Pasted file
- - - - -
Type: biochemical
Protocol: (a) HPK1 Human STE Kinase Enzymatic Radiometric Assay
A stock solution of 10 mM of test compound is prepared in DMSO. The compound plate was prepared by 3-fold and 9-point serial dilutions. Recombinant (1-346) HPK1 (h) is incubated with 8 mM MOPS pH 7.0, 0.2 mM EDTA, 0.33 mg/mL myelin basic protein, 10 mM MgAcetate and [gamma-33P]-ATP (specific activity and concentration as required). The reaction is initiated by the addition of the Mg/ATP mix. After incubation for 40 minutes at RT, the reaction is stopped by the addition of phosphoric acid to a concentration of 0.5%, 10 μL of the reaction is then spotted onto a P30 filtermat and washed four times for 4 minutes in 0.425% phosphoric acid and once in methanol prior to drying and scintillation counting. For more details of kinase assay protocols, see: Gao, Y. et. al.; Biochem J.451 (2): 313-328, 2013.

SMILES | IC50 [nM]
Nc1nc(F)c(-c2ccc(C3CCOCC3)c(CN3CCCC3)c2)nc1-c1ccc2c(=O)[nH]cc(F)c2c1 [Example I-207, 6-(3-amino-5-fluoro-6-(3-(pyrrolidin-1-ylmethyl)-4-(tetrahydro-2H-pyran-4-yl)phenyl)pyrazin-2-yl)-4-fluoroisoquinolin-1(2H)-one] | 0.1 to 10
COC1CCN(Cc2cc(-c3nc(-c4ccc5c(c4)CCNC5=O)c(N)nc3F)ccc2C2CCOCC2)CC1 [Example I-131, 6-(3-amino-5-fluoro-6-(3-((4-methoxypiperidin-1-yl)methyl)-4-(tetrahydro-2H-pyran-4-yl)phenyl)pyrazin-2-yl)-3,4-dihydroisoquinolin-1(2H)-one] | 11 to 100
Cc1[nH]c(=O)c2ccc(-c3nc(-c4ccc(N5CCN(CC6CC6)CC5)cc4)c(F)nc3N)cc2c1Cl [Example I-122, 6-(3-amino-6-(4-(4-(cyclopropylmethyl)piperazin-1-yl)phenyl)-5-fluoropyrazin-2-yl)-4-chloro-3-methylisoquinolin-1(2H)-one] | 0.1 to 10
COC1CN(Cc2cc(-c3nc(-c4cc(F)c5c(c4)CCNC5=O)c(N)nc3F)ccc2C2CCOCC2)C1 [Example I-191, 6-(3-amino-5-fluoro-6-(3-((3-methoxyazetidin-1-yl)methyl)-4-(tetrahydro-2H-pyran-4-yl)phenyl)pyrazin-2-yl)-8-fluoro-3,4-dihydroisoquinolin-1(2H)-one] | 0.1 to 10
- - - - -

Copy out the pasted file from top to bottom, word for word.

Type: biochemical
Protocol: (a) HPK1 Human STE Kinase Enzymatic Radiometric Assay
A stock solution of 10 mM of test compound is prepared in DMSO. The compound plate was prepared by 3-fold and 9-point serial dilutions. Recombinant (1-346) HPK1 (h) is incubated with 8 mM MOPS pH 7.0, 0.2 mM EDTA, 0.33 mg/mL myelin basic protein, 10 mM MgAcetate and [gamma-33P]-ATP (specific activity and concentration as required). The reaction is initiated by the addition of the Mg/ATP mix. After incubation for 40 minutes at RT, the reaction is stopped by the addition of phosphoric acid to a concentration of 0.5%, 10 μL of the reaction is then spotted onto a P30 filtermat and washed four times for 4 minutes in 0.425% phosphoric acid and once in methanol prior to drying and scintillation counting. For more details of kinase assay protocols, see: Gao, Y. et. al.; Biochem J.451 (2): 313-328, 2013.

SMILES | IC50 [nM]
Nc1nc(F)c(-c2ccc(C3CCOCC3)c(CN3CCCC3)c2)nc1-c1ccc2c(=O)[nH]cc(F)c2c1 [Example I-207, 6-(3-amino-5-fluoro-6-(3-(pyrrolidin-1-ylmethyl)-4-(tetrahydro-2H-pyran-4-yl)phenyl)pyrazin-2-yl)-4-fluoroisoquinolin-1(2H)-one] | 0.1 to 10
COC1CCN(Cc2cc(-c3nc(-c4ccc5c(c4)CCNC5=O)c(N)nc3F)ccc2C2CCOCC2)CC1 [Example I-131, 6-(3-amino-5-fluoro-6-(3-((4-methoxypiperidin-1-yl)methyl)-4-(tetrahydro-2H-pyran-4-yl)phenyl)pyrazin-2-yl)-3,4-dihydroisoquinolin-1(2H)-one] | 11 to 100
Cc1[nH]c(=O)c2ccc(-c3nc(-c4ccc(N5CCN(CC6CC6)CC5)cc4)c(F)nc3N)cc2c1Cl [Example I-122, 6-(3-amino-6-(4-(4-(cyclopropylmethyl)piperazin-1-yl)phenyl)-5-fluoropyrazin-2-yl)-4-chloro-3-methylisoquinolin-1(2H)-one] | 0.1 to 10
COC1CN(Cc2cc(-c3nc(-c4cc(F)c5c(c4)CCNC5=O)c(N)nc3F)ccc2C2CCOCC2)C1 [Example I-191, 6-(3-amino-5-fluoro-6-(3-((3-methoxyazetidin-1-yl)methyl)-4-(tetrahydro-2H-pyran-4-yl)phenyl)pyrazin-2-yl)-8-fluoro-3,4-dihydroisoquinolin-1(2H)-one] | 0.1 to 10